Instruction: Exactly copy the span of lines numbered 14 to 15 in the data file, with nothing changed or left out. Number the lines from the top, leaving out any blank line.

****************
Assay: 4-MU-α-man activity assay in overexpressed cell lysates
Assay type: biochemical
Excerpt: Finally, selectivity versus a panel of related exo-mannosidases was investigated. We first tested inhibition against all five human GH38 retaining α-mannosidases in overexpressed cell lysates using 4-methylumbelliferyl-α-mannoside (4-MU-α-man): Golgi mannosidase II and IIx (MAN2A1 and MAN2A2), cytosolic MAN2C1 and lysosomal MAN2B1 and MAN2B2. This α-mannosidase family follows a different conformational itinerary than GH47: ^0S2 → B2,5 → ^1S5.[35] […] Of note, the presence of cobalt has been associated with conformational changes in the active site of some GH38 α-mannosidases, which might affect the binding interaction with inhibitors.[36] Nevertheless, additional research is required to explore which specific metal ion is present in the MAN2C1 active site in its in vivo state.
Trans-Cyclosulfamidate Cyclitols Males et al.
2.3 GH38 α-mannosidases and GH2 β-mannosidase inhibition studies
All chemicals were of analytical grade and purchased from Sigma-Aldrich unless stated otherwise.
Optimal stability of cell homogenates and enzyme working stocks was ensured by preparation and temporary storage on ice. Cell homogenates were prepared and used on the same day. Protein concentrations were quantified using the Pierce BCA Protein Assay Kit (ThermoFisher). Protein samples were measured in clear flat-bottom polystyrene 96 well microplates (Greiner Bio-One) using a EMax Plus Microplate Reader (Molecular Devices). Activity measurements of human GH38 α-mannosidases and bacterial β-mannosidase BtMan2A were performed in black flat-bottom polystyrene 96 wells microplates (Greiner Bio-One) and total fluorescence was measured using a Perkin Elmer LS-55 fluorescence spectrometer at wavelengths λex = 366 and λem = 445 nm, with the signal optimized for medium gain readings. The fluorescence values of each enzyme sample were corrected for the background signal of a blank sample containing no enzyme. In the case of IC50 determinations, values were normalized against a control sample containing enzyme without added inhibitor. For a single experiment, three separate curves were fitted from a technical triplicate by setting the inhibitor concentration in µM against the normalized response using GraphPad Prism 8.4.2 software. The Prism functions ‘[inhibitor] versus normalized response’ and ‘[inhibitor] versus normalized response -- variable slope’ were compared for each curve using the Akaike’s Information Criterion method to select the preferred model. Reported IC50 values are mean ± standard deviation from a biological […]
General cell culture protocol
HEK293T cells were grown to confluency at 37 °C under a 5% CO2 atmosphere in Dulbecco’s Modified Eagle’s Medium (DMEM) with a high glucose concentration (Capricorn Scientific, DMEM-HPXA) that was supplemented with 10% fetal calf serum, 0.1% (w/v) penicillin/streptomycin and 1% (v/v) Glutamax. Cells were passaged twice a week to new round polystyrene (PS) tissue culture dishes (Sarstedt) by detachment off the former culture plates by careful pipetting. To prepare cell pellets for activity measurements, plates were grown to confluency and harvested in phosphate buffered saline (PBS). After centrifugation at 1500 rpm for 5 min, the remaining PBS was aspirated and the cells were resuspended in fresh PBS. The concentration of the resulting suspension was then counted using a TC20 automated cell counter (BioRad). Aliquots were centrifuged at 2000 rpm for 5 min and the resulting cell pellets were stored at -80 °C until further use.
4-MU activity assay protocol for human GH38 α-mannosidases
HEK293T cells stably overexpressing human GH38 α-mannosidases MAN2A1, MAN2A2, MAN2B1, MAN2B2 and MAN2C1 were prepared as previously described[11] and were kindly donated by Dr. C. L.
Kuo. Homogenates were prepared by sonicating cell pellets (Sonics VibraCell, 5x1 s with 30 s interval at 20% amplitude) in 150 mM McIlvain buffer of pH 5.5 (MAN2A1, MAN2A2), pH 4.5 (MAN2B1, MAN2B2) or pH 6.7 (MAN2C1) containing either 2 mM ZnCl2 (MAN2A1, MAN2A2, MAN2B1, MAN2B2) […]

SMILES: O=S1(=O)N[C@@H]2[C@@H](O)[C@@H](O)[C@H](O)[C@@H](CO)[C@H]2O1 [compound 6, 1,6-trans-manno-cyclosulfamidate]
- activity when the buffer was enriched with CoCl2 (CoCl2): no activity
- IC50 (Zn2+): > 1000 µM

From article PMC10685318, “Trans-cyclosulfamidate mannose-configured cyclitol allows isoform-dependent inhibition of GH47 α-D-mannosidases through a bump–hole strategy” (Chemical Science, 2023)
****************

- activity when the buffer was enriched with CoCl2 (CoCl2): no activity
- IC50 (Zn2+): > 1000 µM